Propane autogas-powered vehicles roll off the assembly line headed directly for ThyssenKrupp's North American headquarters in Alpharetta, Ga. The company's 3,150 U.S.-based vehicles consist of light-duty vans, pickup trucks, medium-duty vehicles, and conventional automobiles.

Propane autogas-powered vehicles roll off the assembly line headed directly for ThyssenKrupp's North American headquarters in Alpharetta, Ga. The company's 3,150 U.S.-based vehicles consist of light-duty vans, pickup trucks, medium-duty vehicles, and conventional automobiles.



At a Glance

ThyssenKrupp Elevator is committed to sustainability. Some examples include:

  • Devoting a portion of its research & development budget to green innovations.
  • Active member of the U.S. Green Building Council.
  • Operating smaller, more efficient vehicles.
  • Creating the "Five Cs of Analyzing Alternative-Fuel Vehicles."
  • Partnering with Clean Cities. 

Sustainability is the underlying philosophy that guides ThyssenKrupp Elevator's operations, including its fleet. The company's 2009-2012 Sustainability Report states: "Sustainability is progress. It's about stepping up and laying a secure path for future generations to follow. With transparency, conviction, and momentum, ThyssenKrupp Elevator is proud to share its sustainability story."

The elevator company, which has its Americas headquarters in Alpharetta, Ga., has a fleet that consists of 3,150 vehicles, including light-duty vans (53 percent), pickup trucks (33 percent), medium-duty vehicles (11 percent), and conventional automobiles (3 percent).

Guiding ThyssenKrupp's fleet and sustainability initiatives are Tom Armstrong, director of fleet, and Brad Nemeth, director of sustainability.

Brad Nemeth, ThyssenKrupp's director of sustainability helps fill a propane autogas pickup truck during a recent company drop off. Nemeth was hired in 2009 to implement the U.S. operation's sustainability objectives.

Brad Nemeth, ThyssenKrupp's director of sustainability helps fill a propane autogas pickup truck during a recent company drop off. Nemeth was hired in 2009 to implement the U.S. operation's sustainability objectives.

Armstrong has been the company's director of fleet for the past 11 years with 20 years total fleet experience. His prior experience includes the operation and ownership of a freight company headquartered in Florida. Prior to this, he spent six years in the United States Air Force.

Nemeth was hired by ThyssenKrupp in October 2009 to act as the director of sustainability for the Americas business unit. Nemeth brought a quarter-century of sustainability knowledge to the organization. He holds degrees in business management and mining engineering.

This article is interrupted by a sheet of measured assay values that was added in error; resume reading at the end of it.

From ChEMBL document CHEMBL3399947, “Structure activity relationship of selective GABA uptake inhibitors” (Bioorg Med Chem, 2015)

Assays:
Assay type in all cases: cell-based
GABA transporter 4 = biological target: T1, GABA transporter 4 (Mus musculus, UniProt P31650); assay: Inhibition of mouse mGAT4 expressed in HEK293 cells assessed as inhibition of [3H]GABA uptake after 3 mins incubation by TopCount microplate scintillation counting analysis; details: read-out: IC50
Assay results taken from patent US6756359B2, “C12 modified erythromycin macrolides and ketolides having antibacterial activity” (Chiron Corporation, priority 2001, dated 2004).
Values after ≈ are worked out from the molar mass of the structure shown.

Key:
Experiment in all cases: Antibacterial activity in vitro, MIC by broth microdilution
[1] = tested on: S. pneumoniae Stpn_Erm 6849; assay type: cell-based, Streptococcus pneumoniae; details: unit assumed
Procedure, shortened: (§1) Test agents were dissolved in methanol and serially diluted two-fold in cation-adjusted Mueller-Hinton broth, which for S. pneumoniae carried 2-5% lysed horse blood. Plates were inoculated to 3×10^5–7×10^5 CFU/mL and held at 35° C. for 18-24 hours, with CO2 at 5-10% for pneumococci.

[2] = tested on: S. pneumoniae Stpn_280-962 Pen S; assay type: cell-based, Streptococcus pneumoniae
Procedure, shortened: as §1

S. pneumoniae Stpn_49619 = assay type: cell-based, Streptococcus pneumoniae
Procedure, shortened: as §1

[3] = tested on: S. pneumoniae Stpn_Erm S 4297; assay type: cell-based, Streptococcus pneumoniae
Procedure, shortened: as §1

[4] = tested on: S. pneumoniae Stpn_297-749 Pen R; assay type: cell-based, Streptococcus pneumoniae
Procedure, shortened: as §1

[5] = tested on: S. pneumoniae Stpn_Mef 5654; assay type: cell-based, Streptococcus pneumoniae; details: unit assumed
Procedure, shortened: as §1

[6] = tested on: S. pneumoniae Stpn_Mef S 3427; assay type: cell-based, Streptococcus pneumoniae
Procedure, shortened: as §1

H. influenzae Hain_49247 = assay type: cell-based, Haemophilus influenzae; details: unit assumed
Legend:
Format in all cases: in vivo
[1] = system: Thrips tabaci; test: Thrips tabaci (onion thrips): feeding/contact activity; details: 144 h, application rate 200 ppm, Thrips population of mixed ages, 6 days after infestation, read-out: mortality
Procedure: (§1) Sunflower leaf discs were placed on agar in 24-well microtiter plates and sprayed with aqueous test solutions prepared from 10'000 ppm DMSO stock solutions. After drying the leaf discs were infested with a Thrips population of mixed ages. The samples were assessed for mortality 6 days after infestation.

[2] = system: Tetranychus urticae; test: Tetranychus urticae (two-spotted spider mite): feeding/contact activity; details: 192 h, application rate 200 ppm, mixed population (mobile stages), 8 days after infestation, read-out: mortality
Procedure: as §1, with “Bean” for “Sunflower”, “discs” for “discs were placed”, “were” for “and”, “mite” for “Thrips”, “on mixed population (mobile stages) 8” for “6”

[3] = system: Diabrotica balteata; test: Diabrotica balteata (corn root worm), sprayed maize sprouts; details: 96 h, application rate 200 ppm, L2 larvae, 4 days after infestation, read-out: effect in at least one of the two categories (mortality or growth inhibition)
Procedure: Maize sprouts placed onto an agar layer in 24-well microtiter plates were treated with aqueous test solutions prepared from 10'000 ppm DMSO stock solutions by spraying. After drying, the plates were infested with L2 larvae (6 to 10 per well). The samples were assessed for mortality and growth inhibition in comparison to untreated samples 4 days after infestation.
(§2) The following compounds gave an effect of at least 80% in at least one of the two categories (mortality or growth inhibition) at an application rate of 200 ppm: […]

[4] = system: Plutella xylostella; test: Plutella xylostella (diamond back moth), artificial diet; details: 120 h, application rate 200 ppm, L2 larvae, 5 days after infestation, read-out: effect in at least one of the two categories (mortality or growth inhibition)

Committing to Sustainability

ThyssenKrupp has committed to greening more than just its fleet. From creating the position of director of sustainability to its green building plan, the company has a published goal, devoting 15 percent of its research & development (R&D) budget to green innovation by 2012 and 30 percent by 2015. The company features two LEED APs (accredited professionals) on staff, both with BD+C (building design and construction) specialization as well as a LEED GA (green associate) training program, which currently includes 30 employees (including all regional VPs) preparing for their exam by the end of 2011.

The company is also an active member of the U.S. Green Building Council, and its products include the industry's only Underwriters Laboratories (UL) validated elevator cab for low emissions and indoor air quality. It has also moved to a powdercoat process for elevator cab interiors as well as the exclusive use of no added urea-formaldehyde wood products.

Most recently, ThyssenKrupp Elevator AG introduced its global commitment to sustainability through the "Sustainable Efficiency" program.

"This initiative further supports the company in its efforts to integrate sustainable practices throughout all of our processes worldwide," said Nemeth in the recent sustainability report. "To build upon this momentum, we recognize sustainable efficiency as the key driver to enhancing our performance."

To successfully carry out its vision and sustainability action plans, the company "strives to foster a sustainable culture that puts people first, valuing safety, integrity, innovation, and a commitment to healthy communities," Nemeth said.

ThyssenKrupp's sustainability goal is to optimize the efficient utilization of all resources by using each to its fullest potential and by wasting nothing.

The Transit Connect(ion)

In addition to utilizing alternative-fuel vehicles in its fleet, ThyssenKrupp has greatly reduced its fuel consumption by operating smaller, more fuel-efficient vehicles.

"By changing our core service vehicle to the four-cylinder Ford Transit Connect, we have improved our fuel economy by 8 mpg per vehicle," Armstrong said. "We currently operate 350 Transit Connects and have an additional 150 on order."

According to Armstrong, the company expects to be operating roughly 1,300 Transit Connect (or similar) models within five years, further reducing the company's fuel consumption by 1 million gallons per year, saving approximately $3.5 million annually.